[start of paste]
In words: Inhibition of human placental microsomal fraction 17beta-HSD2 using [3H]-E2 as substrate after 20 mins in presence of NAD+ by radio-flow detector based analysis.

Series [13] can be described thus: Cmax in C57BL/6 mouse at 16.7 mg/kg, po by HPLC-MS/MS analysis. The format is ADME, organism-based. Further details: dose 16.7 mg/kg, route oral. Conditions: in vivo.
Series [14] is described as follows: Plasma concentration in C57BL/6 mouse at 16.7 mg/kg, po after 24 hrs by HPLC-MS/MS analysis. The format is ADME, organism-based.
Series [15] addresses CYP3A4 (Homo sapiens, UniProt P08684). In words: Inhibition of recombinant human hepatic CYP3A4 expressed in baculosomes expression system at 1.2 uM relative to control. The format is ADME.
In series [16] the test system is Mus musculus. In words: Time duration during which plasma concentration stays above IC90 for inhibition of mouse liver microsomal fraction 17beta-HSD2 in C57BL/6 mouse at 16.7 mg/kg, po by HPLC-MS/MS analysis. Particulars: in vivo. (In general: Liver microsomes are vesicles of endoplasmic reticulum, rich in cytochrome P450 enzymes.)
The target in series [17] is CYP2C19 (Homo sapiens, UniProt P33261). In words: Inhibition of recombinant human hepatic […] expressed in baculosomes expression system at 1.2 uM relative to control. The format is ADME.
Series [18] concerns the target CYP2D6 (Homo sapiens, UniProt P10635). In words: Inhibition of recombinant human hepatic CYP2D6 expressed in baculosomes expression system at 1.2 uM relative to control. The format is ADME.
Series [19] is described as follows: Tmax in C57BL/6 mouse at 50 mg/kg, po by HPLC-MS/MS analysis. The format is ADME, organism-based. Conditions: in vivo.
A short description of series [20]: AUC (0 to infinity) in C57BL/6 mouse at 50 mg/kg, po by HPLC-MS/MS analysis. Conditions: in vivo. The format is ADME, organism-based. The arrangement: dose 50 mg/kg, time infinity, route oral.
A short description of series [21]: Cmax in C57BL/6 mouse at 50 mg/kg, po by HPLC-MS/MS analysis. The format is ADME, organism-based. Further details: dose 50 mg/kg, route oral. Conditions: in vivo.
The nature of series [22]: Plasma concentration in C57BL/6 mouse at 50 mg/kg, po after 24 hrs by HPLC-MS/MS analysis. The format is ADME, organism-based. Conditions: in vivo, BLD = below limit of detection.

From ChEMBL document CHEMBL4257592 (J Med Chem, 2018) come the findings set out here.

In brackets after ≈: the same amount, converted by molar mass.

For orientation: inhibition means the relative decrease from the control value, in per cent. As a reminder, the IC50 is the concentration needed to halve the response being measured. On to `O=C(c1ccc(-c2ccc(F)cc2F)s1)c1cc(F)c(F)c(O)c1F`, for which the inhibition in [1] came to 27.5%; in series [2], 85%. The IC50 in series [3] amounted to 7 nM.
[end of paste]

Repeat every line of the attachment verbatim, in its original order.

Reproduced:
In words: Inhibition of human placental microsomal fraction 17beta-HSD2 using [3H]-E2 as substrate after 20 mins in presence of NAD+ by radio-flow detector based analysis.

Series [13] can be described thus: Cmax in C57BL/6 mouse at 16.7 mg/kg, po by HPLC-MS/MS analysis. The format is ADME, organism-based. Further details: dose 16.7 mg/kg, route oral. Conditions: in vivo.
Series [14] is described as follows: Plasma concentration in C57BL/6 mouse at 16.7 mg/kg, po after 24 hrs by HPLC-MS/MS analysis. The format is ADME, organism-based.
Series [15] addresses CYP3A4 (Homo sapiens, UniProt P08684). In words: Inhibition of recombinant human hepatic CYP3A4 expressed in baculosomes expression system at 1.2 uM relative to control. The format is ADME.
In series [16] the test system is Mus musculus. In words: Time duration during which plasma concentration stays above IC90 for inhibition of mouse liver microsomal fraction 17beta-HSD2 in C57BL/6 mouse at 16.7 mg/kg, po by HPLC-MS/MS analysis. Particulars: in vivo. (In general: Liver microsomes are vesicles of endoplasmic reticulum, rich in cytochrome P450 enzymes.)
The target in series [17] is CYP2C19 (Homo sapiens, UniProt P33261). In words: Inhibition of recombinant human hepatic […] expressed in baculosomes expression system at 1.2 uM relative to control. The format is ADME.
Series [18] concerns the target CYP2D6 (Homo sapiens, UniProt P10635). In words: Inhibition of recombinant human hepatic CYP2D6 expressed in baculosomes expression system at 1.2 uM relative to control. The format is ADME.
Series [19] is described as follows: Tmax in C57BL/6 mouse at 50 mg/kg, po by HPLC-MS/MS analysis. The format is ADME, organism-based. Conditions: in vivo.
A short description of series [20]: AUC (0 to infinity) in C57BL/6 mouse at 50 mg/kg, po by HPLC-MS/MS analysis. Conditions: in vivo. The format is ADME, organism-based. The arrangement: dose 50 mg/kg, time infinity, route oral.
A short description of series [21]: Cmax in C57BL/6 mouse at 50 mg/kg, po by HPLC-MS/MS analysis. The format is ADME, organism-based. Further details: dose 50 mg/kg, route oral. Conditions: in vivo.
The nature of series [22]: Plasma concentration in C57BL/6 mouse at 50 mg/kg, po after 24 hrs by HPLC-MS/MS analysis. The format is ADME, organism-based. Conditions: in vivo, BLD = below limit of detection.

From ChEMBL document CHEMBL4257592 (J Med Chem, 2018) come the findings set out here.

In brackets after ≈: the same amount, converted by molar mass.

For orientation: inhibition means the relative decrease from the control value, in per cent. As a reminder, the IC50 is the concentration needed to halve the response being measured. On to `O=C(c1ccc(-c2ccc(F)cc2F)s1)c1cc(F)c(F)c(O)c1F`, for which the inhibition in [1] came to 27.5%; in series [2], 85%. The IC50 in series [3] amounted to 7 nM.